Visiting artists join for Anderson Ranch lecture
With overlapping residencies, artists Meleko Mokgosi and Diedrick Brackens will give joint talk Tuesday
Diedrick Brackens and Meleko Mokgosi have overlapping residencies at Anderson Ranch Arts Center this month, so this pair of leading contemporary artists are joining together for a free public dialogue on Tuesday.
Mokgosi has been on the Snowmass Village campus since May 24, while Brackens arrived on Sunday.
Known primarily as a large-scale painter, Mokgosi — like many artists visiting the Ranch — is trying something new while he is here and devoting his time to printmaking with the Ranch’s Brian Shure.
“For me to get to one painting, it takes about eight months,” Mokgosi explained in the printmaking studio last week. “But with these, it’s a lot more furious, a lot more experimental.”
A professor at the Yale School of Art as well as a practicing artist, Mokgosi was last week beginning the process of making a six-panel photolithograph.
“I came to learn,” Mokgosi said. “I don’t know anything about printmaking. It’s being open to experimentation, being open to ignorance, not knowing something and then not having power trips.”
Brackens likewise arrived on campus aiming to experiment. He is planning to spend his time here making drawings and developing ideas for new work.
“I’m in this place right now where I’m kind of questing towards that next thing,” Brackens said. “I have some inklings of what that might be, but I’ve really been trying to be open to whatever the work might be.”
Brackens, based in Los Angeles, is best known for his weavings and textiles, often depicting Black figures or silhouettes. Brackens’ recent work also includes his poetry and weavings that use the reoccurring symbol of a catfish, elevating the bottom-feeder in spiritual and societal status as in his recently closed solo exhibition “heaven is a muddy riverbed” at Craft Contemporary.
Son of a U.S. Army serviceman, Brackens spent three years as a teenager living in Colorado Springs and spent much of those formative years in the mountains. Experiencing the forest in Snowmass Village and Aspen, he said, is among his priorities while he is here.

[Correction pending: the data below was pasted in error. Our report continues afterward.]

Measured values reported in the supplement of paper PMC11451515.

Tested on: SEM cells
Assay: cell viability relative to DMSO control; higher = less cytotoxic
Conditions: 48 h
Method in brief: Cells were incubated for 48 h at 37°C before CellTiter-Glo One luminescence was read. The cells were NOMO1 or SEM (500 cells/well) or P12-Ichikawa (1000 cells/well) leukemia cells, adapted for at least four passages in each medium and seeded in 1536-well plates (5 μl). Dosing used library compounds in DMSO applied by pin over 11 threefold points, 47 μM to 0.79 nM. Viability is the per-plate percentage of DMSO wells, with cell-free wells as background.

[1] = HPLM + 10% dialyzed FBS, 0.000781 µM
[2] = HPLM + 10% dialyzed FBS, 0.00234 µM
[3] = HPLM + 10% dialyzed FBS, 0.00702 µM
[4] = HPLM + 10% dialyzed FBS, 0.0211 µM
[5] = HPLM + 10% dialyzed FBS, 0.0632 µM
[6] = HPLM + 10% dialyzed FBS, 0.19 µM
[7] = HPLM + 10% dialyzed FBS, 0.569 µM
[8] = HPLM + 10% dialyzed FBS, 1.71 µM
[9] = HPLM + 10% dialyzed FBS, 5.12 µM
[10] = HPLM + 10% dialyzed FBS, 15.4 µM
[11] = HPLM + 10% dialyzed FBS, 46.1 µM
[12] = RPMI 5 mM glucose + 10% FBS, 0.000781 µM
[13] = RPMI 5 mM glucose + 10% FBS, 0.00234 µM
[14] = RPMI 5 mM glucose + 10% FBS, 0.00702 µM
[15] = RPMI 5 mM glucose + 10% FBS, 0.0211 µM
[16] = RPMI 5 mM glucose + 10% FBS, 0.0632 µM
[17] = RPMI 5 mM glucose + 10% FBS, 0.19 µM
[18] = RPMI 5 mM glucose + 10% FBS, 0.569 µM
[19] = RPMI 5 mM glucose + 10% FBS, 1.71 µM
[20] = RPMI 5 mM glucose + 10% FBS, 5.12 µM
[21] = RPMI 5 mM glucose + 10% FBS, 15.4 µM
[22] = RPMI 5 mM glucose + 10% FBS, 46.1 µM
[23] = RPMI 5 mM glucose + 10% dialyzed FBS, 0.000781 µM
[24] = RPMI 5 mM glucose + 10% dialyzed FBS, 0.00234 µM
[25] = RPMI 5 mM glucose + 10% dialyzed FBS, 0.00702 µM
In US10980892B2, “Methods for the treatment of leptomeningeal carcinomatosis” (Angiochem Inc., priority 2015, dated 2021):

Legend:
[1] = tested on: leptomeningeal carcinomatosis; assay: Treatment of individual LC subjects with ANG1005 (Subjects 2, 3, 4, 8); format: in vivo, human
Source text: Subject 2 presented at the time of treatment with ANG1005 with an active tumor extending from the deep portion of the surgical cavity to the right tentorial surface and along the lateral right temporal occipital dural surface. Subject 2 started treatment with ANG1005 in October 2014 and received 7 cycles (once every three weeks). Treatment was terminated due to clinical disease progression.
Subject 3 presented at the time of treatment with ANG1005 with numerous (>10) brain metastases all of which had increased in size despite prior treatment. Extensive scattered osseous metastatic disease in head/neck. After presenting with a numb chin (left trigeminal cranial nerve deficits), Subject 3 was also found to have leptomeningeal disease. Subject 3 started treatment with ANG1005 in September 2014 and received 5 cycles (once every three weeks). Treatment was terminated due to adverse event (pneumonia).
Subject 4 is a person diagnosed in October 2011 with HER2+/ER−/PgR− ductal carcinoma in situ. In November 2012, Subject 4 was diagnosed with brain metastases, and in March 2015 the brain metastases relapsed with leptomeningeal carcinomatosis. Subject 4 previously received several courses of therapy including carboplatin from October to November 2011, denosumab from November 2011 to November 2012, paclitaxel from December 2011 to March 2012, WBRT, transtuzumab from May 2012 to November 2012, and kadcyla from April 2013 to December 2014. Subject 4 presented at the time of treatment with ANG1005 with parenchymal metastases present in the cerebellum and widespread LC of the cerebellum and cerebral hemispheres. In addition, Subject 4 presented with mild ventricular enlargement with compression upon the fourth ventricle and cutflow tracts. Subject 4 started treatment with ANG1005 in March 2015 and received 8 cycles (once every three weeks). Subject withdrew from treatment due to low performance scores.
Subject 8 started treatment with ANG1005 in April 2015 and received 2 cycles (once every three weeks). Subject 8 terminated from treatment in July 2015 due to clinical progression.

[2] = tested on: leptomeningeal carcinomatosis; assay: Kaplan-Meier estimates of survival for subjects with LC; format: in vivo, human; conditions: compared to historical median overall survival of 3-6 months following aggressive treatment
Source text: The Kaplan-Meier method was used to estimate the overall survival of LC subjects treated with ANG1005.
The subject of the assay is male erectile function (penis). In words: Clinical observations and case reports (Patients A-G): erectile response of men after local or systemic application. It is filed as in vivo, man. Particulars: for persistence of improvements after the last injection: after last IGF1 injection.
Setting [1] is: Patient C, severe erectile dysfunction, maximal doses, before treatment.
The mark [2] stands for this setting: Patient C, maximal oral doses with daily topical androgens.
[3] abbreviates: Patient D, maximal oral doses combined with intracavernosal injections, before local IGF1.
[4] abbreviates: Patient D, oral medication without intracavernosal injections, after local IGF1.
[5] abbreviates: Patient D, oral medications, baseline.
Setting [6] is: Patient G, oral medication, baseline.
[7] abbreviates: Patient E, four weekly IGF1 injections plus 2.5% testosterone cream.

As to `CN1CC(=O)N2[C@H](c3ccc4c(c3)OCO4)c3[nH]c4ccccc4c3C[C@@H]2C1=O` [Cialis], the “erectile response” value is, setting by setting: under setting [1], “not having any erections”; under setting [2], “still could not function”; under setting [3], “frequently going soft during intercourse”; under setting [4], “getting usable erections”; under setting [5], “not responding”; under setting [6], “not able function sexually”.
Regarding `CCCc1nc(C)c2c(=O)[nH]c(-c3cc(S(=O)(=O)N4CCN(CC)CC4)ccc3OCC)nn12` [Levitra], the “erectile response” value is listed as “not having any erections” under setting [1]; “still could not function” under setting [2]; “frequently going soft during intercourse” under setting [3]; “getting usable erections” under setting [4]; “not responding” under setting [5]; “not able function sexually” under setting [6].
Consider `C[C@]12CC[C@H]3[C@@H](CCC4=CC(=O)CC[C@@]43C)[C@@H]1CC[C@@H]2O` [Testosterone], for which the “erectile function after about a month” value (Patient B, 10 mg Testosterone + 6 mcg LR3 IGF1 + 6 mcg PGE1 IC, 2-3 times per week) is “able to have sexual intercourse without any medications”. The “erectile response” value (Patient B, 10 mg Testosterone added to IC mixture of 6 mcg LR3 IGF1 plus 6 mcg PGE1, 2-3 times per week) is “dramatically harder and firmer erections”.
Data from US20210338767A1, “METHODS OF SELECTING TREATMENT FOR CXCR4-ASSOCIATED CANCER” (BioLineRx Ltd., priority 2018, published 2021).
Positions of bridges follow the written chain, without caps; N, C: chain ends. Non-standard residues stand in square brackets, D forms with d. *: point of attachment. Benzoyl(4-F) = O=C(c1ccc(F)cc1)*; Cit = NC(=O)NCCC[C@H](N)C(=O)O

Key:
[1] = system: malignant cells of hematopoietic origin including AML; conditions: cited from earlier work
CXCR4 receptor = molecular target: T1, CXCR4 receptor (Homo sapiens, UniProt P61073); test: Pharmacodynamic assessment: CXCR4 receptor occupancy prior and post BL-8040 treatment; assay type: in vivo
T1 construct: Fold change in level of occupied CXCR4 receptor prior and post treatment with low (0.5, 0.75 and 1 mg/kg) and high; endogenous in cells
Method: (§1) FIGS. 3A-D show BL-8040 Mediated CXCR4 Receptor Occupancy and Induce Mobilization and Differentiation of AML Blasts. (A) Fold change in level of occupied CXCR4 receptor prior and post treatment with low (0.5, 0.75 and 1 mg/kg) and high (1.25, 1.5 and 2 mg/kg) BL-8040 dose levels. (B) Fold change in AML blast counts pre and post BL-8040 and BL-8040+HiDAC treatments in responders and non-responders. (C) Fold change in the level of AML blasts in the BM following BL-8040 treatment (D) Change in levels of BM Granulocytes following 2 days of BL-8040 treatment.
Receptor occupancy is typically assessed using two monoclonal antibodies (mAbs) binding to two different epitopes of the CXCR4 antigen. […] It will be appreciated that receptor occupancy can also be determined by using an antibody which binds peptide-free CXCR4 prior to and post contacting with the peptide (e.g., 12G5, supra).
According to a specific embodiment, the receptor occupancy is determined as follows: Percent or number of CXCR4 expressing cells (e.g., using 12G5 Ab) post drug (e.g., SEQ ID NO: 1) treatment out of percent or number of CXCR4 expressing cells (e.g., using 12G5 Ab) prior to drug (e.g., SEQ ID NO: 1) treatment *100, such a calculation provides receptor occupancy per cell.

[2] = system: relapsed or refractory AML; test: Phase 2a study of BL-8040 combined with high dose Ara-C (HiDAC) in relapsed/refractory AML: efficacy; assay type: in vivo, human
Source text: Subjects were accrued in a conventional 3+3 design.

“I feel like I’m kind of just looking for inspiration,” he said. “I’ll spend a lot of time between the studio and just taking walks.”
Brackens said he was also excited about the public dialogue with Mokgosi and with an Anderson Ranch audience and its potential to generate new ideas.
“I truly get a better sense of what it is that I’m doing from what people are asking,” he said. “The things that people see in the work or, in this case, whatever Meleko will be saying about it, I think it always ends up sharpening how I how I think about my practice.”
He also relishes the opportunity to talk about his work and not through it.
“I love getting to share because there’s so much that gets left out of building the narrative for an exhibition that is so important to the work,” Brackens said. “I think it’s that one chance to really talk to people seriously about what I care about.”
The artists don’t know each other personally, though both are represented by the influential Jack Shaiman Gallery in New York, and both in recent years have become art world stars.
“My assumption is that there might be a dialogue around what it means to be a practitioner who is interpolated as Black,” Mokgosi said. “I assume he is interpolated as a Black subject, as I am myself, which I don’t believe in.”
Mokgosi noted how figurative works with Black subjects have become widely sought by art collectors in the past two years, heating up commercial interest in his and Brackens’ artwork. Mokgosi, who said he identifies primarily as an educator, was excited about the prospect of exploring with Brackens and the Ranch audience how these art market trends intersect with issues of class, race, education, accessibility and systemic problems in the U.S.
“It has a lot to do with America’s trying to come to terms with its history,” Mokgosi said, “and the violence against the Black body, and how the institutions are trying to reconcile this while also while also keeping to the privilege that they have.”